Katie Nicholas – Health Education England, working across the North West: HLG 2016 was my first HLG conference and my first time presenting at a conference and I loved it! I saw the whole conference process from submitting a proposal, being given the chance to speak with my colleague and getting to experience other sessions and workshops with colleagues. I enjoyed delivering our presentation (we were session 1a so we didn’t have too long to get nervous) and hearing about Mary Hill and Tim Jacobs’ work on their staff Research repository – we were lucky enough to share a session with them. I also really enjoyed Clare Bradshaw’s session on the Talent Management Toolkit as part of Knowledge for Healthcare. Clare delivered a really great workshop with lots of discussion about identifying talent, holding talent conversations and retaining and valuing talented staff and its potential benefit to the network and the organisation. I ended the two days by attending a Knowledge Cafe (a Knowledge Management tool) with the provocative talking point ‘How would you end your profession in the next two years?’ which was a really clever way of reversing the discussion. By identifying ways in which we could mess the whole thing up it gave us all ideas of how to prevent our worst fears from happening!
Mary Hill – The Christie Library & Knowledge Service: However, experienced you are at giving presentations you still make mistakes. So I will reflect on the two I am willing to own up to.
What I did: I tried to answer a question I didn’t fully know the answer to.
What I should have done: Admit it wasn’t my area of expertise and pass it over to my colleague. Doing this would have saved me appearing rather stupid. The next time I am in that situation, I will remember the feeling of discomfort I had and take the right course of action.
What I did: I mapped out all my times for the workshop I gave so I didn’t run overtime and kept to it until the last quarter of an hour when I relaxed as I was covering something I regularly do. I switched into work mode and thought I had the time I would normally have at work and completely ruined the end of the workshop.
What I should have done: Not relax and kept to my timetable I had drawn up and placed in front of myself. I felt I had let my audience down badly and rushed everything. I was aware I was tight on time and had planned for it, not only by drawing up the timetable, but also by telling myself I could just talk about one of the activities rather than getting people to do it. It has reminded me how important timing is. I felt unprofessional at the end. The memory of that feeling will help guard against a repeat. I will also make a more visible and possible audible reminder with me.
Susan Smith – Joint Education & Training (JET) Library: Knowledge for Healthcare (KfH) programmes dominated the conference (as well as my current work life with touring the launch of the impact toolkit), which is all very good as it’s extremely useful and very, very important. Many non-NHS librarians I spoke to were in awe of the amount of high quality work being delivered. NHS librarians may be suffering ennui from the effort of engagement or implementation of the programmes. For that reason I’m dropping my KfH hat and reflecting on a specific session on User Experience (UX) in Libraries by Jo Milton from University of Cambridge.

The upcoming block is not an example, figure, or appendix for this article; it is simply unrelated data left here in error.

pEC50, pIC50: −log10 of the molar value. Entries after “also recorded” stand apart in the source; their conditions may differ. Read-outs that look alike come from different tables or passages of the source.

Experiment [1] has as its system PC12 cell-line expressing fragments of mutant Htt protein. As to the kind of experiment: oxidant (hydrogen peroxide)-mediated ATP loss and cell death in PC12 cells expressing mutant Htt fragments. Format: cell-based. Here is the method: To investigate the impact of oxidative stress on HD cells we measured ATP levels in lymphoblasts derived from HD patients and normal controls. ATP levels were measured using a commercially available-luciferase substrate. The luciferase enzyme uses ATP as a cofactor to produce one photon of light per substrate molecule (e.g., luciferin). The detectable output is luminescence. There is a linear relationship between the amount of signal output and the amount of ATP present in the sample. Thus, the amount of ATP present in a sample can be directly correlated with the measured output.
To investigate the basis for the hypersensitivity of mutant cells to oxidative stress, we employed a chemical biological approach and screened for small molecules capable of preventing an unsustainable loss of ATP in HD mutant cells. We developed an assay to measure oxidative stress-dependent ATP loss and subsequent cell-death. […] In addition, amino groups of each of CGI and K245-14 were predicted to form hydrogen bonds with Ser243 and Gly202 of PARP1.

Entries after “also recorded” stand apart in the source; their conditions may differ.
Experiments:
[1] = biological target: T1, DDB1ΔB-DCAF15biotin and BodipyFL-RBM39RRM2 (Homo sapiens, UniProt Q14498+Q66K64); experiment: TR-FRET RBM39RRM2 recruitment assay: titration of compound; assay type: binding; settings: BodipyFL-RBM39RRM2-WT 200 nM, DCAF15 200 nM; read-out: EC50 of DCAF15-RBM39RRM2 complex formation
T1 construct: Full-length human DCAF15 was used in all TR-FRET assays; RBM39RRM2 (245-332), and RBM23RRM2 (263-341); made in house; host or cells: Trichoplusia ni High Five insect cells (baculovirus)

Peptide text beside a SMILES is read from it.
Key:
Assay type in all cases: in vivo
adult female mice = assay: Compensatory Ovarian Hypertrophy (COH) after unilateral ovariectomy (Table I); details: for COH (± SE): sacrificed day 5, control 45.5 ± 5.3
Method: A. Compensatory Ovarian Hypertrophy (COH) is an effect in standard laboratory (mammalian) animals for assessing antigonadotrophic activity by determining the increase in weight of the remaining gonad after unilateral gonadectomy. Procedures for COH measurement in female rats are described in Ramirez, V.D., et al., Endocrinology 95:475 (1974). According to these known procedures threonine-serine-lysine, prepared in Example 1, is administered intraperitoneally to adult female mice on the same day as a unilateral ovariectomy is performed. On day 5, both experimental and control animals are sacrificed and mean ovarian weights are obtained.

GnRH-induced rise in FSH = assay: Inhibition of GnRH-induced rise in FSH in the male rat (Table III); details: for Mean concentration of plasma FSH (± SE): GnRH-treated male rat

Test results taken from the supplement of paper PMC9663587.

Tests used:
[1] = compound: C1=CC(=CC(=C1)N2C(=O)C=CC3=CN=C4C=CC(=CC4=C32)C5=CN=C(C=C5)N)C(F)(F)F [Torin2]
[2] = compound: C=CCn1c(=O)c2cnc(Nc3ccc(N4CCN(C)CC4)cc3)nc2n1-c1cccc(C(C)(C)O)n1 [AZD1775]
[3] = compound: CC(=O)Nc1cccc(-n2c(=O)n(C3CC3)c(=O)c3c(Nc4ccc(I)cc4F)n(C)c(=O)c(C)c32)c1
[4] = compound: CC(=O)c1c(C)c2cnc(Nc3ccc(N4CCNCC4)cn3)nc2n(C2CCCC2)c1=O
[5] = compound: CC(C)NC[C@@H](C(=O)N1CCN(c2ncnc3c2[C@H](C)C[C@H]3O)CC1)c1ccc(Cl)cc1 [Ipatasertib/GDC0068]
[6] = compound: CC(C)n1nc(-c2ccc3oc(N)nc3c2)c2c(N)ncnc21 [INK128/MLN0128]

In my past career working as a ranger, mapping user experience was key to designing a country park. If you didn’t build a path correctly, desire lines would appear and scar the landscape. Lots of little psychological tricks could be used to mark out paths and limit unwanted behaviour. Some of these things I still do e.g. the staff area has a different coloured carpet. Most people don’t notice, but they also don’t tend to cross the line. I also moved the OPAC based on user behaviour so that it was nearer the book stock. A session on user-centred design certainly tweaked my interest.
After librarians at Cambridge re-designed one of their libraries, they were surprised that no-one used it. Features the librarians thought were helpful, such as placing the computers near the enquiry desk, turned out to be deterrents to the students. Lessons were learned and for the next re-fit a consultation was planned.
Staff used UX techniques to map out how people used the library. They shadowed users to experience what their actual journey through the library was like, from coming in to finding what they were looking for. Some consultations used focus groups to draw the perfect library during which the users were given 3 minutes to draw their ideas and suggestions, then the pen colour was changed and the users had another 3 mins and so on. People draw what is important to them first, so this helped to prioritise. Seemingly, if you try this exercise with librarians, we forget to put in our users as we focus on the building itself, whereas our users tend to put us in their drawings. These drawings were backed-up by post-it note suggestions (as wild as they liked), about what people wanted. Cocktail bars translated as improved refreshment areas with a bit of lateral thinking! The presentation was full of interesting tips for exercises we can use to better consult with our stakeholders. The staff library is ordering a copy of UX Lib: User Experience in Libraries: Applying ethnography and human-centred design by Priester, A. and Brog, M. which was recommended during the session or check out @UXLibs. Keep a look out!
Lisa McLaren – Bridgewater Community Healthcare: The HLG conference was a great mix of serious, “big” issues, around Knowledge for Healthcare and its implementation and how we champion our profession (thanks Nick Poole….), but it was also interspersed with more relaxed human items, such the excellent, thought provoking plenary from Lynn Daniel, from the Expert Patient Programme and also Gareth Allen, a triathlete and triathlon coach who helps people overcome mental illness with exercise.